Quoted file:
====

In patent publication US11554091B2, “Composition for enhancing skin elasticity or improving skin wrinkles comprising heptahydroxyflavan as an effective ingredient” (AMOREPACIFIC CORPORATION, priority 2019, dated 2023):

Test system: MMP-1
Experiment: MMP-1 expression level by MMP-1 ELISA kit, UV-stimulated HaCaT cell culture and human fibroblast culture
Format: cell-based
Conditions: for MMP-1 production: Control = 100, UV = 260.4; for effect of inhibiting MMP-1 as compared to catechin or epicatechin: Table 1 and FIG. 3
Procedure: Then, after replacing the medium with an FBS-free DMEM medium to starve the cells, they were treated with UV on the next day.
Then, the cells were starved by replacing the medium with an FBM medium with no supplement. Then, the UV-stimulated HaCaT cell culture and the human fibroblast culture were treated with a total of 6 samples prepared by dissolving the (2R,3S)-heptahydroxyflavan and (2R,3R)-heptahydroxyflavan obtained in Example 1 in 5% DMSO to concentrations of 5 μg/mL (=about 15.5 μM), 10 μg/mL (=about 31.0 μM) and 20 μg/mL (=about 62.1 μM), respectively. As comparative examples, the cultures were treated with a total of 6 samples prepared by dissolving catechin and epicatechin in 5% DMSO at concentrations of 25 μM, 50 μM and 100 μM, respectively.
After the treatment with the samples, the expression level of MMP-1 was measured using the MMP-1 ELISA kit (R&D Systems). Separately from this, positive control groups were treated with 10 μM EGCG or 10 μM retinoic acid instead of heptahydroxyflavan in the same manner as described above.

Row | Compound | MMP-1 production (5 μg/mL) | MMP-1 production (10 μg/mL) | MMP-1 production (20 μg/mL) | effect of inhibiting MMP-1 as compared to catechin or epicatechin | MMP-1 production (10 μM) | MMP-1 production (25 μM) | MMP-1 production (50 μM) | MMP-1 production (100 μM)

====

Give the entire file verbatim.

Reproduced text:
In patent publication US11554091B2, “Composition for enhancing skin elasticity or improving skin wrinkles comprising heptahydroxyflavan as an effective ingredient” (AMOREPACIFIC CORPORATION, priority 2019, dated 2023):

Test system: MMP-1
Experiment: MMP-1 expression level by MMP-1 ELISA kit, UV-stimulated HaCaT cell culture and human fibroblast culture
Format: cell-based
Conditions: for MMP-1 production: Control = 100, UV = 260.4; for effect of inhibiting MMP-1 as compared to catechin or epicatechin: Table 1 and FIG. 3
Procedure: Then, after replacing the medium with an FBS-free DMEM medium to starve the cells, they were treated with UV on the next day.
Then, the cells were starved by replacing the medium with an FBM medium with no supplement. Then, the UV-stimulated HaCaT cell culture and the human fibroblast culture were treated with a total of 6 samples prepared by dissolving the (2R,3S)-heptahydroxyflavan and (2R,3R)-heptahydroxyflavan obtained in Example 1 in 5% DMSO to concentrations of 5 μg/mL (=about 15.5 μM), 10 μg/mL (=about 31.0 μM) and 20 μg/mL (=about 62.1 μM), respectively. As comparative examples, the cultures were treated with a total of 6 samples prepared by dissolving catechin and epicatechin in 5% DMSO at concentrations of 25 μM, 50 μM and 100 μM, respectively.
After the treatment with the samples, the expression level of MMP-1 was measured using the MMP-1 ELISA kit (R&D Systems). Separately from this, positive control groups were treated with 10 μM EGCG or 10 μM retinoic acid instead of heptahydroxyflavan in the same manner as described above.

Row | Compound | MMP-1 production (5 μg/mL) | MMP-1 production (10 μg/mL) | MMP-1 production (20 μg/mL) | effect of inhibiting MMP-1 as compared to catechin or epicatechin | MMP-1 production (10 μM) | MMP-1 production (25 μM) | MMP-1 production (50 μM) | MMP-1 production (100 μM)